So my suggestion would be to consider a multi-DAW approach and use each DAW for their strengths, and begin expanding your field of collaborators. I even keep Reaper around for its perfectly-designed ripple editing feature, since Cubase STILL does not have ripple editing (as of v12), and Studio One’s ripple editing is “okay” but not as seamlessly executed as Reaper’s ripple editing. So I might start a dialog-heavy project in Reaper, for example, then move over to Cubase for creative mixing.

Take your time exploring what each DAW does, enjoy the amazing features, keep an open mind, and don’t worry about having to be exclusively locked into one DAW. And good luck.


@uarte I fully agree with you. For me I don’t want anything to block my creativity. Having one DAW to rule them all in a workflow is something I think everyone is looking for. To be easy, simple, customizable, flexible and appealing. I have a huge understanding on daws as I started without cool edit(audition I know am old) to Sony acid pro to reason to fl studio to reaper to studio one to cubase then upgraded to nuendo. Each daw have their strength and weaknesses.
If studio one gives me surround sound engine am locked fully to it but if Steinberg improve midi track routing to multi output channel and a better ui(optional) then I die and ride with Steinberg.
Left for me I can get work done faster with s1 than nuendo and that’s because I feel everything is easy to find due to time spent on the daw.

Conclusion: I just want to stop the DAW hoping and Steinberg has what I want but lacks want I need.

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IMO there is no “one DAW to rule them all.” If someone does make it, please let me know, I’ll buy it right now, and I’ve bought most of the DAWs on the market, and haven’t yet found the perfect one. But actually, now that I think of it, if there ever was a “one DAW to rule them all” it would most likely be made by Sauron, Inc., and I’m not sure I’d want to buy it anyway. We might have to join together in a fellowship and take it to Mordor to get rid of it, and that’s a tough journey from what I’ve read. :grin:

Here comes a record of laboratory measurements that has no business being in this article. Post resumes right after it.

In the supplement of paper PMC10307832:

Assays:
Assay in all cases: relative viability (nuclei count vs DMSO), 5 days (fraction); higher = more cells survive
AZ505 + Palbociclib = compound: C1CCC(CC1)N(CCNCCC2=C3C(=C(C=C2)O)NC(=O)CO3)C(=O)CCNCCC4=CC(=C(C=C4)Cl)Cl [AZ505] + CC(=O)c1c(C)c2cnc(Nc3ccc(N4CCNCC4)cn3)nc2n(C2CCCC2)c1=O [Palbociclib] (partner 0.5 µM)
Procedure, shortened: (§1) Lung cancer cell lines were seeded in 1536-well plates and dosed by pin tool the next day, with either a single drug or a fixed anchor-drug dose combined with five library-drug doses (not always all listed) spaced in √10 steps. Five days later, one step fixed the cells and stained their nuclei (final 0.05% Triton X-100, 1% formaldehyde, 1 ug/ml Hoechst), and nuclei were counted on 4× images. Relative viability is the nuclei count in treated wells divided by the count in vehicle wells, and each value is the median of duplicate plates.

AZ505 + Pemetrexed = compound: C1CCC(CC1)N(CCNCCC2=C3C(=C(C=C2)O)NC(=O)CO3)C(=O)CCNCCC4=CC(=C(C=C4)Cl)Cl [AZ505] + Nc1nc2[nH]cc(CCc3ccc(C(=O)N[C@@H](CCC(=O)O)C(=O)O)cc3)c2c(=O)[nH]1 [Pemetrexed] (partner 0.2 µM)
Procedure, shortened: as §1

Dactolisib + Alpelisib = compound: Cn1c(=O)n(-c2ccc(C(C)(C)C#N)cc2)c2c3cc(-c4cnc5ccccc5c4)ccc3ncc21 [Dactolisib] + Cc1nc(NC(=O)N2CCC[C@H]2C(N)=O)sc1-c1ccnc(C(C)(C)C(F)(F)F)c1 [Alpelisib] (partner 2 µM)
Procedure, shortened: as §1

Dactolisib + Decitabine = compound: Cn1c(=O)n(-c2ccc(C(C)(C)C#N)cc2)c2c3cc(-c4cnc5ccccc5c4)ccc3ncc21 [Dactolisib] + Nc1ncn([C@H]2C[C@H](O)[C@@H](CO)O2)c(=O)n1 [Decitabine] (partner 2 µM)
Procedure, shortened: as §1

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Well Then,That’s More Than I Could Ever Ask For…Very Well Explanation Here…
Never Really Thought In Those Terms To Have 2 Or More DAW’s… TY Uarte…Very Well Written.

TY ehigiepaul…

Very Insightful Break Down Of The 2 DAW’s. May Use Both DAW"s

I think its better to know one daw 110%.

I used them all (except for reaper, DP and Cakewalk) for at least a year to know which one i wanted to learn 110%.

Conclusion: 70% overlapping features, and there really is one daw that rule them all and that is cubase.

I really can say steinberg is at least 3-5 years ahead of the competition. In these years they can focus on the features they are not superior in. And they are doing that (look at CB13 leaks).

Better looks: logic
Better audio editing: pro tools
Better workflow: studio one
Better live performance: ableton

But cubase is better and more complete in so many other ways. If studio one will have the same possibilities, their workflow - as it is now - is going to have some dev braincrackers as well.

I can use multiple daws to use their superior features alone, and go export stems. I just don’t think thats convenient.

The only daw atm which is really different and unique is Bitwig. I understand using this one next to cubase. Its sounddesign capabilities are great.

Also: consider the owners & stakeholders interests.

Logic: selling more macs
Pro tools: maintain industry standard, owners are in for the money.
Studio one: fender, music company (perfect)
Cubase: yamaha, music company (perfect)

Its a matter of preference, but if you want the biggest toolbox (whos not that pretty & convenient sometimes), use cubase.


Thank You…Conclusion "Cubase It Is… I Can’t See Any Other Convincing Tale Here

Your Explanation Is Very Telling and Well Written .

Thx So Much For Taking Your Valuable Time/Replying And Chiming In rvheesw


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70% overlapping for YOUR needs, but your needs may not be someone else’s needs.

I disagree with your conclusion, and I realize it’s just an opinion though, and like all opinions, they are just opinions, mine included.